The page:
On 7 November 2023, King Charles III made his first King's Speech in which the upcoming legislative programme of Rishi Sunak's Government was set out. One significant announcement was the Government's intention to introduce an Arbitration Bill (the “Bill”) to fine-tune the UK’s Arbitration Act 1996 (the “1996 Act”) in this Parliamentary session (due to end on 19 December 2023). Two weeks later, on 21 November, this much anticipated Bill was introduced into the House of Lords (https://bills.parliament.uk/bills/3515). Commenting on the Bill, UK Justice Minister Lord Bellamy stated: “These much-needed changes will modernise the role of arbitrators and further cement our position as a world leader in the field. The UK is a globally-respected hub for legal services, with English and Welsh law the bedrock for the majority of international disputes, and the Arbitration Bill will ensure businesses from around the world continue to come here to resolve their disagreements”.
The Bill is being introduced under a special fast track procedure as it is based on the Law Commission’s recommendations and considered uncontroversial. Given this legislative pace, we anticipate that a new UK Arbitration Act 2024 (“New Act”) will receive Royal Assent in early or mid-2024 and come into effect shortly thereafter.
This Legal Update discusses the changes introduced by the New Act. This update will be of interest to those arbitrating in England, Wales, and Northern Ireland. It will also be of interest to those in the wider international arbitration community given that the 1996 Act and related English case law has been (and continues to be) influential in many other jurisdictions.
The 1996 Act is a highly successful piece of legislation that codifies English law on arbitration and applies to arbitrations in England, Wales and (save for minor exceptions) Northern Ireland. Scotland has its own arbitration legislation (Arbitration (Scotland) Act 2010). The New Act will have the same geographical coverage as the 1996 Act. This legislation is relevant to any arbitration seated in London (or elsewhere in England, Wales, or Northern Ireland) since it provides the legal framework for those arbitrations and sets out the boundaries of the court’s supervisory jurisdiction.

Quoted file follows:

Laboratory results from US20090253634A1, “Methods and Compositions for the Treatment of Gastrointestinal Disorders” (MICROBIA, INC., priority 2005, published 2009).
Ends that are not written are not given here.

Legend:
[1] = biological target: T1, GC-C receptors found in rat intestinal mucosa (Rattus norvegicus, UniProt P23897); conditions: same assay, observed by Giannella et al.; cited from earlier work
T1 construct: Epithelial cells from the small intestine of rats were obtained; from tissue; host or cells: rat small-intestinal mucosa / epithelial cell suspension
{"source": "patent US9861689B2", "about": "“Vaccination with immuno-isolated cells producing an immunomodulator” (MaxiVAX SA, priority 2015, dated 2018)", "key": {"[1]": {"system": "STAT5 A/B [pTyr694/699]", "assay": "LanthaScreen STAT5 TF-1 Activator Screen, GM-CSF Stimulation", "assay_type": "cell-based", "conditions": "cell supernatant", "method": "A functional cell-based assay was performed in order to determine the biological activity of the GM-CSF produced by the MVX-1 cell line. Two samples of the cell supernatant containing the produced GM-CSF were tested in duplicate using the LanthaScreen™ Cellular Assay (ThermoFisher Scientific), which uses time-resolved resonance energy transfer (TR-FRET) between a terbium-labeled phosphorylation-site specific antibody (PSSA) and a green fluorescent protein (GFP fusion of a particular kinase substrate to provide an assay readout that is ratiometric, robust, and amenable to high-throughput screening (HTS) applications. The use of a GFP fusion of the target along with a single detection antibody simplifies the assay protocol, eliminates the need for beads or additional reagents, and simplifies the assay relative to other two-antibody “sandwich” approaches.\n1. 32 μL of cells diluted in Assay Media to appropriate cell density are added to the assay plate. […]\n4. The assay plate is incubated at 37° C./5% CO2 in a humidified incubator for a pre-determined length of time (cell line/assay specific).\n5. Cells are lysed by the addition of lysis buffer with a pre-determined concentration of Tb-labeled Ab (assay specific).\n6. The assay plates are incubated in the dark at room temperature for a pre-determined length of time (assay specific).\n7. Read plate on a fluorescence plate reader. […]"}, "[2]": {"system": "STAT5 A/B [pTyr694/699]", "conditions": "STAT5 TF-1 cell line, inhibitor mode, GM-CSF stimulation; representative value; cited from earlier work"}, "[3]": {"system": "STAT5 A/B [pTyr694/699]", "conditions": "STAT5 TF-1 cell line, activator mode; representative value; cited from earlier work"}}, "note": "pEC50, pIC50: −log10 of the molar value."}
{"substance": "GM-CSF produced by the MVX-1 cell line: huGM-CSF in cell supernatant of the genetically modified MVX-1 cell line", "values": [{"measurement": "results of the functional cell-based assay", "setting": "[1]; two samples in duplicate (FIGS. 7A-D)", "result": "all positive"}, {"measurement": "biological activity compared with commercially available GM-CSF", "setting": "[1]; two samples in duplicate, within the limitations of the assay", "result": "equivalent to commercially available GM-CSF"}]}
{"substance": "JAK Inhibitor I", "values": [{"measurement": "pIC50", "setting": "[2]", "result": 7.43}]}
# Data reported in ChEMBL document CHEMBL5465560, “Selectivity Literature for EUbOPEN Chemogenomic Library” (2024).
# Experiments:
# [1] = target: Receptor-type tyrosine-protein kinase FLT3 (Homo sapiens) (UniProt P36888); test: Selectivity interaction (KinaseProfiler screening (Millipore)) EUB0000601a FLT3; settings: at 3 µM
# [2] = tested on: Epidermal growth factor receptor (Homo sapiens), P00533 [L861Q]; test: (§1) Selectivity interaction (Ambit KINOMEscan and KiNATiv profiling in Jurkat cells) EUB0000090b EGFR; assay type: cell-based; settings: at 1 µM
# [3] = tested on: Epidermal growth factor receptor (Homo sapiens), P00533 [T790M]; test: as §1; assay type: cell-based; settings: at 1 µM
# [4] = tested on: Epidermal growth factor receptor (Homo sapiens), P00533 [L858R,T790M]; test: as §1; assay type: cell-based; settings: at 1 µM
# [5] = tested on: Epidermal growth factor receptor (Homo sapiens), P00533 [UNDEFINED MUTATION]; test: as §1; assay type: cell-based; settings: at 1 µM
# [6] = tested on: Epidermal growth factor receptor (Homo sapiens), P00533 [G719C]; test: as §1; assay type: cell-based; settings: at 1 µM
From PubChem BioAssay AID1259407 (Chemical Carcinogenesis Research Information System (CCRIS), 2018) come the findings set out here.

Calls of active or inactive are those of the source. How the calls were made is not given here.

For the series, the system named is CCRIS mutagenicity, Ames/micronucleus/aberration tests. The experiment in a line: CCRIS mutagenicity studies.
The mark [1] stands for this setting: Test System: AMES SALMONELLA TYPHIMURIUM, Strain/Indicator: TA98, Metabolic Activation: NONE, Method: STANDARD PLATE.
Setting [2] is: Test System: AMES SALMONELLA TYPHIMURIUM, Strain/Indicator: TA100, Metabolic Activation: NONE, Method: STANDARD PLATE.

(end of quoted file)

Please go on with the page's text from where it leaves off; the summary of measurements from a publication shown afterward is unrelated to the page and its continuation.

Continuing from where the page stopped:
In 2021, marking the 1996 Act’s 25th anniversary, the Law Commission initiated a review of the 1996 Act at the UK Government's request, to see if any amendments were needed to ensure it remained “state of the art” and continued to support England and Wales as the global first choice for international commercial arbitration. The Law Commission ran two public consultations in December 2022 and March 2023 – both of which Mayer Brown actively participated in - and published its Final Report with recommendations for ‘light touch’ reform, with a Draft Arbitration Bill, on 6 September 2023. Just two months later, the Briefing Notes supporting the King’s Speech recorded that the UK Government had accepted all of the Law Commission’s recommendations. The Bill currently being considered by the UK Parliament is in substantially the same form as the Law Commission’s Draft Arbitration Bill (save for one noteworthy change relating to temporal application of the new rule relating to the law governing arbitration agreements, explained below).
Importance of London as a seat of arbitration
According to the Bar Council, given London’s “well-deserved reputation as the foremost centre for international arbitration”, it was “important to legislate to make the modest changes to the arbitration regime which the Law Commission has recommended in order to maintain and enhance that reputation.” The King’s Speech Briefing Notes cite estimates that international arbitration grew by c.26 per cent between 2016 and 2020 and highlight London as the world’s most popular seat of arbitration (corroborated by Queen Mary University’s 2021 Survey).
The success of international arbitration in London was also the focus of the recent Law Society’s International Data Insights Report, which noted London’s position as the most attractive centre for both commercial litigation and international arbitration and included data highlighting that 423 arbitrators were appointed in LCIA arbitrations in 2022, compared to 340 in Singapore and 159 in Hong Kong. Mayer Brown partner, Luiz Aboim, commented to Global Legal Post that “[a]s multiple arbitration centres continue to develop worldwide, the Law Society’s report demonstrates how the LCIA continues to be the pre-eminent arbitral institution globally.” He also stressed the need for London to remain an “agile and adaptable jurisdiction,” a goal which the Arbitration Act 2024 looks set to facilitate.
Given the popularity of London as a seat of arbitration and appreciating that England and Wales is a highly influential jurisdiction when it comes to arbitration (some foreign arbitration laws borrow from the 1996 Act and foreign courts often rely on related English jurisprudence), these legislative reforms are of upmost importance.
The six most significant changes for arbitral users are summarised below, along with their rationale: